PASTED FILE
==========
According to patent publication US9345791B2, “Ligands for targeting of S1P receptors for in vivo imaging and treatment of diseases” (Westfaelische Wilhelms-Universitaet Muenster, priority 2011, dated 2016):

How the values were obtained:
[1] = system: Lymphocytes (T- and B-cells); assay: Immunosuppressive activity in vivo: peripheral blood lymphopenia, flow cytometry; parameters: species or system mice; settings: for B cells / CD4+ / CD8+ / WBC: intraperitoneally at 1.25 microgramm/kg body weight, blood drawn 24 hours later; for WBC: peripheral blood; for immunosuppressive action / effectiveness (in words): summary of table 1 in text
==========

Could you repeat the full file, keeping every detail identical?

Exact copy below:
According to patent publication US9345791B2, “Ligands for targeting of S1P receptors for in vivo imaging and treatment of diseases” (Westfaelische Wilhelms-Universitaet Muenster, priority 2011, dated 2016):

How the values were obtained:
[1] = system: Lymphocytes (T- and B-cells); assay: Immunosuppressive activity in vivo: peripheral blood lymphopenia, flow cytometry; parameters: species or system mice; settings: for B cells / CD4+ / CD8+ / WBC: intraperitoneally at 1.25 microgramm/kg body weight, blood drawn 24 hours later; for WBC: peripheral blood; for immunosuppressive action / effectiveness (in words): summary of table 1 in text